The history of the Klondike, with its harrowing narratives of climbing the Chilkoot and White passes, braving the rapids of the Yukon River and striking it rich only to go broke again, has become legend. Yet there are still more untold stories that linger in the boarded-up ghost towns, forgotten wilderness cabins and along overgrown trails. Yukon historian Michael Gates has made a career of poking around both the archives and the outdoors of the North.
Used as a trading route by the Chilkat Tlingit for centuries, the Dalton Trail was taken over by Jack Dalton, a hard driving, murdering, entrepreneurial adventurer, who built bridges and way stations and set up a toll booth. For a fee he would pack passengers and freight to and from Dawson, gaining a reputation for a difficult but safe passage.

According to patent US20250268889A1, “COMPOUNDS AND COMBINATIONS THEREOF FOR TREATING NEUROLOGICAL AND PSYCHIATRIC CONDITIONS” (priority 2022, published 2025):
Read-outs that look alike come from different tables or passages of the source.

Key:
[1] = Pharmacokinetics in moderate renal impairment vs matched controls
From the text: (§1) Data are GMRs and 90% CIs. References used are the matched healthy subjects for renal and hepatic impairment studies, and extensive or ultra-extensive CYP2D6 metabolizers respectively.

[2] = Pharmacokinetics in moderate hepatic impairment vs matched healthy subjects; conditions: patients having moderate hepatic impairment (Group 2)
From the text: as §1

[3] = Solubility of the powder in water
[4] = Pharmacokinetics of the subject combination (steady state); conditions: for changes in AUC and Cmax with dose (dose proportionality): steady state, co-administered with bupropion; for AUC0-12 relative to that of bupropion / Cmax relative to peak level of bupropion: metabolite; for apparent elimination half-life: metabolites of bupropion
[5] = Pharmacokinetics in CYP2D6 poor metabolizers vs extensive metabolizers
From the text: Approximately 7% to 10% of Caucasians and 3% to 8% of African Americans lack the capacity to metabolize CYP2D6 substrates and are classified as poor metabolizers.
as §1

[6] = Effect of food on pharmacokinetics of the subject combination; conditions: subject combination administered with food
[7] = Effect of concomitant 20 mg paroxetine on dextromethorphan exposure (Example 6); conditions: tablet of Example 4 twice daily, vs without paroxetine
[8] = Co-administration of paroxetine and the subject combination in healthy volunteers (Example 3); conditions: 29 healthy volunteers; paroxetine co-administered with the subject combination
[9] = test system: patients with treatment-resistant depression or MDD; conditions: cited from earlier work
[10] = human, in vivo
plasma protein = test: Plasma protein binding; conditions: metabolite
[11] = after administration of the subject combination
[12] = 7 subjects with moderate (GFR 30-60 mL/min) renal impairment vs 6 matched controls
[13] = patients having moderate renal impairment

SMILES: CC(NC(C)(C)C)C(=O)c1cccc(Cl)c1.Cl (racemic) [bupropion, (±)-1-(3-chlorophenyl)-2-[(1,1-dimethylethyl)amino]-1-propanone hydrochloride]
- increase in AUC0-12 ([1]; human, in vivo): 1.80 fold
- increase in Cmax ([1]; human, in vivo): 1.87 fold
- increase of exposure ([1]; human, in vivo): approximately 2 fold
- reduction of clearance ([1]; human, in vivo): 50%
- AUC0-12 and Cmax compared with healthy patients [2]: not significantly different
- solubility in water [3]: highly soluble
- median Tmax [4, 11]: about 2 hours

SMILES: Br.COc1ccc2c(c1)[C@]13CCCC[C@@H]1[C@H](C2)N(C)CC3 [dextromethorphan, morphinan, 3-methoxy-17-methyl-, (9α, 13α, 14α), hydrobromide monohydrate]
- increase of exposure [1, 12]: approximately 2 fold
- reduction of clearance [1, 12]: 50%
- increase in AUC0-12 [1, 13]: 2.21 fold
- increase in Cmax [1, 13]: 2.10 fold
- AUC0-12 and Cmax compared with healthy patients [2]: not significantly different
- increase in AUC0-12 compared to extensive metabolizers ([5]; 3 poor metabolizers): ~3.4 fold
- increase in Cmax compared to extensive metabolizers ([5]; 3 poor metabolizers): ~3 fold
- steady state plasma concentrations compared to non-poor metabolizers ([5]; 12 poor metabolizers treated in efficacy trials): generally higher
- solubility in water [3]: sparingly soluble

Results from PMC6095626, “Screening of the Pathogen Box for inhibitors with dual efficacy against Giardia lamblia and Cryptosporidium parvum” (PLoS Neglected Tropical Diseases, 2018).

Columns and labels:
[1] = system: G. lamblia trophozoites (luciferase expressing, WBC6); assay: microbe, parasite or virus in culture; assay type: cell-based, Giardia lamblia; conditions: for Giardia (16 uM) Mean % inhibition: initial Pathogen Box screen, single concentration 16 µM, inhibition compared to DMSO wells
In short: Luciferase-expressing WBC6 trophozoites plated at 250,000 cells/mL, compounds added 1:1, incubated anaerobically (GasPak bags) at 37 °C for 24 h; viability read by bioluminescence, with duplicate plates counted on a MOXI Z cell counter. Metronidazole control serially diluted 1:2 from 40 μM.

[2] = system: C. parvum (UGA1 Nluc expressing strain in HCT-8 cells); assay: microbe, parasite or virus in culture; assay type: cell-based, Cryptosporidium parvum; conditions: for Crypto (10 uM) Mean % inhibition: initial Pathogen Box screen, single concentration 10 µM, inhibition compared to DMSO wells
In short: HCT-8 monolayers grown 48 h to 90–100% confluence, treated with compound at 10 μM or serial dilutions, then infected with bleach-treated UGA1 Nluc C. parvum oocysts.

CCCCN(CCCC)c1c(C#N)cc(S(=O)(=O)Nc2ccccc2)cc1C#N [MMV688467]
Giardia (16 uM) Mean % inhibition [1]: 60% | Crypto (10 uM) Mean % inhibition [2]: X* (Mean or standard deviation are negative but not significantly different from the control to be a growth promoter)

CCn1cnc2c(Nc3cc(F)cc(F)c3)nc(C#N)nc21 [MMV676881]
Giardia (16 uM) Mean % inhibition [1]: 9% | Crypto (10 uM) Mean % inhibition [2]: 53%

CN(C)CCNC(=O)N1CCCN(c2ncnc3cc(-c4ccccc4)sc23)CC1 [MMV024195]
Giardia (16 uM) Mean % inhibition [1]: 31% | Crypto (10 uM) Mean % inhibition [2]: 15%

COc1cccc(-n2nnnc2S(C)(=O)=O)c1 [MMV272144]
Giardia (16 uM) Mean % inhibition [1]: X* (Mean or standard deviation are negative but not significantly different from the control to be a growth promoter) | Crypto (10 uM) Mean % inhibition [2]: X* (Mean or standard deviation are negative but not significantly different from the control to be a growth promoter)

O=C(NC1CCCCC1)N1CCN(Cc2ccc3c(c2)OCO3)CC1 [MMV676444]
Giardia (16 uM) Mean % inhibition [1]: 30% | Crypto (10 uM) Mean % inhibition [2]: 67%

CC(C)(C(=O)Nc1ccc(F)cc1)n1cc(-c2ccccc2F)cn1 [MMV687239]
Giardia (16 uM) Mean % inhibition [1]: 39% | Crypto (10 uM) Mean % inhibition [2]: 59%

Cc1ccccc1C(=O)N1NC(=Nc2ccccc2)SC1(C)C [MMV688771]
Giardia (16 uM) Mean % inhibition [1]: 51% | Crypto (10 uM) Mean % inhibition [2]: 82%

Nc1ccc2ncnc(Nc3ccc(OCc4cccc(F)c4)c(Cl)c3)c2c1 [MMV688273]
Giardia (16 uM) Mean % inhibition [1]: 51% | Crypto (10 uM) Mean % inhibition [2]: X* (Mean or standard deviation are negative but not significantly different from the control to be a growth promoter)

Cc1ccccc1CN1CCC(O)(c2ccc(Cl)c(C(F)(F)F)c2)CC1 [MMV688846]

This is the trail where starry-eyed financiers first dreamed of building a railroad to Dawson City, where thousands of head of cattle were regularly driven north—with only some reaching their destination—and where reindeer were unsuccessfully introduced to the Yukon as pack animals. Despite its short existence—from 1897 to 1903, when it was superceded by the relative ease of the Chilkoot and White trails—the Dalton Trail was also a flashpoint for conflict with the local Natives, border disputes between Canada and the US, and the jumping-off point for yet another gold strike at Porcupine Creek.
While the Klondike stories are (nearly) all true, just remember—it happened first on the Dalton.